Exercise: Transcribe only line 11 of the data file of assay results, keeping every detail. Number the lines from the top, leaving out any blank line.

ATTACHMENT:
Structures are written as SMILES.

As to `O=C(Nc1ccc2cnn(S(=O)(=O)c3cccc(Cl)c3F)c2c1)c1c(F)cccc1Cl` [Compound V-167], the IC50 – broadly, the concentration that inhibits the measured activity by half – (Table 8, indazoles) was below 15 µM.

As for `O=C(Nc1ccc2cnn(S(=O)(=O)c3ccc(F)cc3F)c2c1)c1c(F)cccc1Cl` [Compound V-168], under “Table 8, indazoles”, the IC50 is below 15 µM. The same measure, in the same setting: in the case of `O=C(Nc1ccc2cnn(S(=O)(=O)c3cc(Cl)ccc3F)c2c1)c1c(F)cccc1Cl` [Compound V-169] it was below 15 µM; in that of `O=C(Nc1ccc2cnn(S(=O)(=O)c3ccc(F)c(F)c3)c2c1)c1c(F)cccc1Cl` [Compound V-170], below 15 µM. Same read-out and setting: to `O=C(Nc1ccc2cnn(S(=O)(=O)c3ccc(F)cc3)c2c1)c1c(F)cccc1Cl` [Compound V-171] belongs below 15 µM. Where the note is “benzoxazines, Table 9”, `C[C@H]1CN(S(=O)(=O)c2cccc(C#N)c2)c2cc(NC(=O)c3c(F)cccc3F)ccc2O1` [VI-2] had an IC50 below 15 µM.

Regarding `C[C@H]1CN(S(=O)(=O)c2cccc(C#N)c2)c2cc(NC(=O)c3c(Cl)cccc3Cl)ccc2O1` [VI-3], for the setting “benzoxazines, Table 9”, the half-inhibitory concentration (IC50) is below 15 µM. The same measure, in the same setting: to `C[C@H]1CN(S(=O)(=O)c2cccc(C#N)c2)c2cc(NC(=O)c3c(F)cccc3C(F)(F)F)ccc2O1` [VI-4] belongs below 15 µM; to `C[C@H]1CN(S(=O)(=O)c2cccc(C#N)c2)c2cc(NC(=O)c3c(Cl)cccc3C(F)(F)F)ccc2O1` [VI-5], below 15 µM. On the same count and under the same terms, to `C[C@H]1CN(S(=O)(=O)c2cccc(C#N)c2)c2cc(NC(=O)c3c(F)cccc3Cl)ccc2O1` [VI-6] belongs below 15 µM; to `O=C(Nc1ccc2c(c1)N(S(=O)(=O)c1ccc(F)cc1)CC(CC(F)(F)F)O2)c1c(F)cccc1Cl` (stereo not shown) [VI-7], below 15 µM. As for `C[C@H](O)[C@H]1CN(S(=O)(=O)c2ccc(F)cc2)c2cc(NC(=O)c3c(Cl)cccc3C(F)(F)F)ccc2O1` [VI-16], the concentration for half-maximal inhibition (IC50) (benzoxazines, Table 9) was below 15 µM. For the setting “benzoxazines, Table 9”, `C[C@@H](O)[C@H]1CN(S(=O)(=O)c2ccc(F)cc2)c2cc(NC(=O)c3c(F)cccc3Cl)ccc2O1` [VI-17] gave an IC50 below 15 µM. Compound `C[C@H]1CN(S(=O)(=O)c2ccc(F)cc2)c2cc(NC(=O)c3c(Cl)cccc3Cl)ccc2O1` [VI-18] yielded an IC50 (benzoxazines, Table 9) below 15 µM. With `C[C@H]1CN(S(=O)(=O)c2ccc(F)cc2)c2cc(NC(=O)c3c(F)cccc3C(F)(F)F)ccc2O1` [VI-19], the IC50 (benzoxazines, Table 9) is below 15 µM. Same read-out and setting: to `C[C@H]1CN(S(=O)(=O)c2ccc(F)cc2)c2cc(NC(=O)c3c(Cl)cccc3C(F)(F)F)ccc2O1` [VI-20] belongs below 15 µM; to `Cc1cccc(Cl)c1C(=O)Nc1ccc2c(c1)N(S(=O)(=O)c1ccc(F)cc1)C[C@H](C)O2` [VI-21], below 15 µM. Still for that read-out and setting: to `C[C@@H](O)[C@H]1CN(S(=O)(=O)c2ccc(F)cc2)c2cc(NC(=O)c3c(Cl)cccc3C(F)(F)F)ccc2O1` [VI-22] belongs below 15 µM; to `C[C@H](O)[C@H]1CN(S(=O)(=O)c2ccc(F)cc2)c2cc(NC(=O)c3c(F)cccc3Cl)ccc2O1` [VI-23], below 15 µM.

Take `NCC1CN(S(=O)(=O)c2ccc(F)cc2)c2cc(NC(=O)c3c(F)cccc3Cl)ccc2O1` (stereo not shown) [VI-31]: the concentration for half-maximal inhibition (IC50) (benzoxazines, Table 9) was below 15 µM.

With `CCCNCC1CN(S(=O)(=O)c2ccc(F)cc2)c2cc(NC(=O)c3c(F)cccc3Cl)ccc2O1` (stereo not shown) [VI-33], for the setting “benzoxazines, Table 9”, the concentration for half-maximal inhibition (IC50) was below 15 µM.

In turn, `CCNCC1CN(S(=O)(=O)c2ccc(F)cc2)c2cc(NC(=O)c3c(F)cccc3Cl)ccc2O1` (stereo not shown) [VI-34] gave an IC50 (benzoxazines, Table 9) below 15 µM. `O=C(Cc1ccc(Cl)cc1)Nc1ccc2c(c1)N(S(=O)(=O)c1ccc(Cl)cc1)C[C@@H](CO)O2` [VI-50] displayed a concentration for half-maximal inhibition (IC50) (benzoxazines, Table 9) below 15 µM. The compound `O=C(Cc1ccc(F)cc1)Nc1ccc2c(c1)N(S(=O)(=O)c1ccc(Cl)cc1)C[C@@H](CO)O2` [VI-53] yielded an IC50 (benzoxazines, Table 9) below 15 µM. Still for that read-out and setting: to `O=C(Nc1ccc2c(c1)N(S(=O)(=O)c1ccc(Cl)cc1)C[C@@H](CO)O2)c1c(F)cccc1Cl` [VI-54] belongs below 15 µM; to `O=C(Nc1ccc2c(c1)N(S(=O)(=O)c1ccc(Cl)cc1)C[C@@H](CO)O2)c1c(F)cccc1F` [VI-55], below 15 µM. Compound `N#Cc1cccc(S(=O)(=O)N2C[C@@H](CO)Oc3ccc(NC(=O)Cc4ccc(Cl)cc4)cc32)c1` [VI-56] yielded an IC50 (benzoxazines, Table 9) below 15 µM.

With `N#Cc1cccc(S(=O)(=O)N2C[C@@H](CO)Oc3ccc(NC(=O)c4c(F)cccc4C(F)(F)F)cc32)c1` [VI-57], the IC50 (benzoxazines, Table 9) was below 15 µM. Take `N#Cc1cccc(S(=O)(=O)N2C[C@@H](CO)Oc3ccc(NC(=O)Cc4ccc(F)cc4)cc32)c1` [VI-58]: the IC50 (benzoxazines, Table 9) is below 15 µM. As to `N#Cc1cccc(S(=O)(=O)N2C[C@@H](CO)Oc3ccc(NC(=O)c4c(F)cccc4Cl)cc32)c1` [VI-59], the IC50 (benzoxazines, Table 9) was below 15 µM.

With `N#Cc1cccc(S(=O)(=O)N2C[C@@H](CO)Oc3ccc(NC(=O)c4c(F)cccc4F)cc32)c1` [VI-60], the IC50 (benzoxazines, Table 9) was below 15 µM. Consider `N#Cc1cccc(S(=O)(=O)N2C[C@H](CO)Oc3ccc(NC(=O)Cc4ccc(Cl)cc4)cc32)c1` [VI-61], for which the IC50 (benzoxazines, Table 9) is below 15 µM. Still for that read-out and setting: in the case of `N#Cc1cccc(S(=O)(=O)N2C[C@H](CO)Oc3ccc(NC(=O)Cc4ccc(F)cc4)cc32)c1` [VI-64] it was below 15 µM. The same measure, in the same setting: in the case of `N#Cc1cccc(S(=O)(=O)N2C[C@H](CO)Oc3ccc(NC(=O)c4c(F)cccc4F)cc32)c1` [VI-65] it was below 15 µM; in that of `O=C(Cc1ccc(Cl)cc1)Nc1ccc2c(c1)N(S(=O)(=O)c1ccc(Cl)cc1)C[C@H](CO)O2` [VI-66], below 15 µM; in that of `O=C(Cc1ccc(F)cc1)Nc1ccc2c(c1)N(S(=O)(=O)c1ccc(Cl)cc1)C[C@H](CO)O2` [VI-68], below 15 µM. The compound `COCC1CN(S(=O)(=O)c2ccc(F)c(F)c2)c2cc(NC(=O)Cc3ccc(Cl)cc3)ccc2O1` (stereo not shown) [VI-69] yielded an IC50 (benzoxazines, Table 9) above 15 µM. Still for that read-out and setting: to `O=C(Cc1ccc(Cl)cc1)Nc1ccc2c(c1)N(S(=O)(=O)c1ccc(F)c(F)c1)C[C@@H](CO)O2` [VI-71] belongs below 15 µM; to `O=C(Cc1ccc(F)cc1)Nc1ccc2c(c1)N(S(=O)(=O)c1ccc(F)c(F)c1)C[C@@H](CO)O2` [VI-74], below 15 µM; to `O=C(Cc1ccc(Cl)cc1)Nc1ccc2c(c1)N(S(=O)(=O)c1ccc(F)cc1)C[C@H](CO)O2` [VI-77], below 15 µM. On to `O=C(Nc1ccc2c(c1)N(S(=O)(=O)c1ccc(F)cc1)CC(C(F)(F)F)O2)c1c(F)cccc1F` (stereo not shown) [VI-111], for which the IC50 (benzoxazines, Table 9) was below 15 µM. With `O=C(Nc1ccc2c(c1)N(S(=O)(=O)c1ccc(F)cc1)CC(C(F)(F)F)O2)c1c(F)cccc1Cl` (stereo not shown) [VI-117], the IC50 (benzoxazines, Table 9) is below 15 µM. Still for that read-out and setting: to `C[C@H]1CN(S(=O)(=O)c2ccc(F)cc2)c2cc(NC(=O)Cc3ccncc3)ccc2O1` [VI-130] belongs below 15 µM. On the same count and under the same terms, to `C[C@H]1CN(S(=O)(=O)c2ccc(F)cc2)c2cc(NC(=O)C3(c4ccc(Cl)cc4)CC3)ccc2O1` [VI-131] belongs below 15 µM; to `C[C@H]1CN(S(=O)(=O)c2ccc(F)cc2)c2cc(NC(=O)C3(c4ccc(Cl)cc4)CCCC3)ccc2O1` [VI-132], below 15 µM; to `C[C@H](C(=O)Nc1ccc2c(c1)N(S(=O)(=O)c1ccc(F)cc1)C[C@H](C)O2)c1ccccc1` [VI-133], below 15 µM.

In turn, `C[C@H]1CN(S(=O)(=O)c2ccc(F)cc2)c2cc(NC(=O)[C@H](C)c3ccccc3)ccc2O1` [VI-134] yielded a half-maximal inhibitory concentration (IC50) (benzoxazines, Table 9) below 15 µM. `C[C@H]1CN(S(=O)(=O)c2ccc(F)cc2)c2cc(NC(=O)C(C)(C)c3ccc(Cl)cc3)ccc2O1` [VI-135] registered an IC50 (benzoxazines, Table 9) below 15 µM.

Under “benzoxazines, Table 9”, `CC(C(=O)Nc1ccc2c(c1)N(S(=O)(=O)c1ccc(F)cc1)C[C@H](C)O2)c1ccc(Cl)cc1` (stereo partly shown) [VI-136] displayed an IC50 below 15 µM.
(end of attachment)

Under “benzoxazines, Table 9”, `CC(C(=O)Nc1ccc2c(c1)N(S(=O)(=O)c1ccc(F)cc1)C[C@H](C)O2)c1ccc(Cl)cc1` (stereo partly shown) [VI-136] displayed an IC50 below 15 µM.